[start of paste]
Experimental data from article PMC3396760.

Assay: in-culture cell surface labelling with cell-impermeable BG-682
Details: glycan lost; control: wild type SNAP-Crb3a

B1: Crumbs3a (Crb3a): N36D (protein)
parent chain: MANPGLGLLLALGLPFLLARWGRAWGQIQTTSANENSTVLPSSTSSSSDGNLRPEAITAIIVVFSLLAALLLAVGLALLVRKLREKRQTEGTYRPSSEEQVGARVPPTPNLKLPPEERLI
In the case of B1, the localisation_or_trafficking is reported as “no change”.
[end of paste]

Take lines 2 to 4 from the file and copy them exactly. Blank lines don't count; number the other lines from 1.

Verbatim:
Assay: in-culture cell surface labelling with cell-impermeable BG-682
Details: glycan lost; control: wild type SNAP-Crb3a

B1: Crumbs3a (Crb3a): N36D (protein)